Format read: paperback
Genre: High Fantasy
Release Date: 1 March 1996
Formats available: audio book, paperback, Hardcover, ebook
Purchasing Info: Amazon | B&N | Kobo | Book Depository US | Book Depository (UK)
Young Fitz is the bastard son of the noble Prince Chivalry, raised in the shadow of the royal court by his father’s gruff stableman. He is treated like an outcast by all the royalty except the devious King Shrewd, who has him secretly tutored in the arts of the assassin. For in Fitz’s blood runs the magic Skill–and the darker knowledge of a child raised with the stable hounds and rejected by his family. As barbarous raiders ravage the coasts, Fitz is growing to manhood. Soon he will face his first dangerous, soul-shattering mission. And though some regard him as a threat to the throne, he may just be the key to the survival of the kingdom.
What an absolutely intrepid start to a series.
Fitz is the bastard son of the royal Prince Chivalry; he has no memories of his mother who gave him to the Royal Family when he was only six years old. He never knows his father who gives up his rightful claim to the throne and left Buckkeep before Fitz arrives at the stronghold. With both of his parents abandoning him, Fitz’s care falls to Burrich, the stable master, who cares for Fitz and teaches him all he needs to know about an honest day’s work.
That is until the king notices him, and decides he could be useful. King Shrewd decides that Fitz should be trained as a weapon, not a soldier, but an assassin. He can tell no one of what he does or who trains him and still keep up his previous appearance so he has reasons to be where he shouldn’t lest he get caught.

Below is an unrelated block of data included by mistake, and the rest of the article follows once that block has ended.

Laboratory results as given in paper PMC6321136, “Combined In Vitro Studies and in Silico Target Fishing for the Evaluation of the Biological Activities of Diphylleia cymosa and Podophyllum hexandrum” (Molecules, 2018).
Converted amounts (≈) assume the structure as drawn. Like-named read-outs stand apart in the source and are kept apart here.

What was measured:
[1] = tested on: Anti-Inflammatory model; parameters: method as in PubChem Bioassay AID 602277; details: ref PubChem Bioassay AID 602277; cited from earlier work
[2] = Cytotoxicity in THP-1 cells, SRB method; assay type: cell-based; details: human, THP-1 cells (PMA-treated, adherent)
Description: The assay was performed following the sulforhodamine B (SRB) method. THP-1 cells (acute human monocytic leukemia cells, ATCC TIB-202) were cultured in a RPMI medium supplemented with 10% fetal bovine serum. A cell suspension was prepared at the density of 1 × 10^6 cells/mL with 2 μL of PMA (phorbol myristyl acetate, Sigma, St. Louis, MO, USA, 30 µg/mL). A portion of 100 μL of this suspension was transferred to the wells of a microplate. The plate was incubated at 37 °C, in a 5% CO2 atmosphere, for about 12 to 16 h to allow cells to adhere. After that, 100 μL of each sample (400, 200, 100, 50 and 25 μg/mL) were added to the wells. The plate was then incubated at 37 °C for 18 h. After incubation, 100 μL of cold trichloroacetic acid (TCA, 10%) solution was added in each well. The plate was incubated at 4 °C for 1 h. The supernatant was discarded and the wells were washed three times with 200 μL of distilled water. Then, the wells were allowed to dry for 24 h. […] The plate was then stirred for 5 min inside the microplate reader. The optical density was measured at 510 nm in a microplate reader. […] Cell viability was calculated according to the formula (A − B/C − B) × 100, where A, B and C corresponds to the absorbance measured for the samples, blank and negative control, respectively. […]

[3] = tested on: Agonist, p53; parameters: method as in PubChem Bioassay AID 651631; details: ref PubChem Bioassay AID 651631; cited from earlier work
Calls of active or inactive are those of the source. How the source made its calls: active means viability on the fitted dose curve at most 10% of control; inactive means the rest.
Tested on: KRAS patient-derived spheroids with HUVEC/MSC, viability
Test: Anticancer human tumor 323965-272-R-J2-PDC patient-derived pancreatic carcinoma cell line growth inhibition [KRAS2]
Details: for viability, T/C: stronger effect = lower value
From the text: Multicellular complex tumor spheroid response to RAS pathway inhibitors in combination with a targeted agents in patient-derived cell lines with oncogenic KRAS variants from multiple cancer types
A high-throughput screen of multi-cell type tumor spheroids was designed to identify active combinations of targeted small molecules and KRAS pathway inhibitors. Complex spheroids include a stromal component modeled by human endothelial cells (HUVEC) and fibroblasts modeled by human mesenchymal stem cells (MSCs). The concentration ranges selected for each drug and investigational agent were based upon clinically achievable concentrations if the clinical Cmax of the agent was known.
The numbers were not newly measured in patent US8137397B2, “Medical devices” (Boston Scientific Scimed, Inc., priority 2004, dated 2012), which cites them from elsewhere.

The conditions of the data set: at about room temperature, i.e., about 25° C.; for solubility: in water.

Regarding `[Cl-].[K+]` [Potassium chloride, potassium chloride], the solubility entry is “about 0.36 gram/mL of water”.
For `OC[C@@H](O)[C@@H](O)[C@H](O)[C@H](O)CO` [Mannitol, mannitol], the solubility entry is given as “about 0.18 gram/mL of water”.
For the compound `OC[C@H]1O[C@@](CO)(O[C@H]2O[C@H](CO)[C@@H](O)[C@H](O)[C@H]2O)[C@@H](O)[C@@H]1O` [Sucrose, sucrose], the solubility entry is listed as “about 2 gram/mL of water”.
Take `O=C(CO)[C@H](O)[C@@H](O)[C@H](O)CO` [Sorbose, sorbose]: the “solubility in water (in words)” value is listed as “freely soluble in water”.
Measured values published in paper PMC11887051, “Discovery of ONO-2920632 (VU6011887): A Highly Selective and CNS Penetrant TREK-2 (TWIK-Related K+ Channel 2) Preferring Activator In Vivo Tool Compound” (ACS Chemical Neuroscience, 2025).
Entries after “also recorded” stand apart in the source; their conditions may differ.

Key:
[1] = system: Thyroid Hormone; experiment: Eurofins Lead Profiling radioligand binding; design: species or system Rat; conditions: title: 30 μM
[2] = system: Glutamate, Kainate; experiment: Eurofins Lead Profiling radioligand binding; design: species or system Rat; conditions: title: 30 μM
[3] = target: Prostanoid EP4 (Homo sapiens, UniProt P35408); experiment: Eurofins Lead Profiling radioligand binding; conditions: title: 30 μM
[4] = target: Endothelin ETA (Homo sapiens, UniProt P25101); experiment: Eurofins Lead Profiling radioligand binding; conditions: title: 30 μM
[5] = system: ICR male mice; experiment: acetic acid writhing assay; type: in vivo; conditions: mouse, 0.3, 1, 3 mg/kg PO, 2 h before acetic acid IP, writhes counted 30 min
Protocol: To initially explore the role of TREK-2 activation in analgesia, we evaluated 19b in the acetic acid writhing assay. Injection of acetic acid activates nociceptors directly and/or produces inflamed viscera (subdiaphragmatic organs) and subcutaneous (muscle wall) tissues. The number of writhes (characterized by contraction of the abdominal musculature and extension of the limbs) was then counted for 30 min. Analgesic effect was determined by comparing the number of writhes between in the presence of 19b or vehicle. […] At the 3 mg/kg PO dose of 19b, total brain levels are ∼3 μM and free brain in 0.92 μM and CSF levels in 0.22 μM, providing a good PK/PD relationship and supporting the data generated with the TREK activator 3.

Fitz is an amazing character with so many struggles to face, but more than loving the character I am in love with the story itself. I don’t really read high fantasy for the one character alone, I read it for the world building, for the castles and politics and magic. Assassin’s Apprentice had all of these, political marriages, magical training of the Skill, the ability to communicate with others through thought, a gift which Fitz possessed. The waves created by Fitz’s illegitimacy not just for Fitz himself but for all of those connected to his father, Prince Chivalry; Chivalry’s barren wife consumed by jealousy and then guilt, Fitz’s petulant uncle, Regal, who hated him purely for being born, and not worthy of the blood running through his veins or the gifts that came with it, Burrich who lost his master and companion through Chivalry’s abdication and the various other characters jealous of Fitz just because he was good at what he did or hated him just for existing and tainting the Royal bloodline.
Hobb’s writing is absolutely amazing. Occasionally I got confused with some of the dialogue, especially when Burrich the stable master was speaking because he always tended to allude to something he expected Fitz to understand. Fitz never really explained it to us but I almost feel it’s my fault because I’m so used to having everything spelled out for me that I’m not retaining the details I should be.
Other than the occasional confusion I was enthralled from start to finish. Fitz started out as a six year old and ended at about fourteen and the time in between was traversed perfectly. There was one weird time jump in the entire book towards the end but even it was barely noticeable.
Hobb’s world, her ideas and the secret plots leading into the next book have made the Farseer world completely addictive, I need Royal Assassin as soon as possible, it’s imperative.
I feel like I’ll never be able to do justice with my mere words when it comes to anything by Robin Hobb. You really just need to experience it for yourself to truly understand the magic she produces.
I give Assassin’s Apprentice 5 Stars
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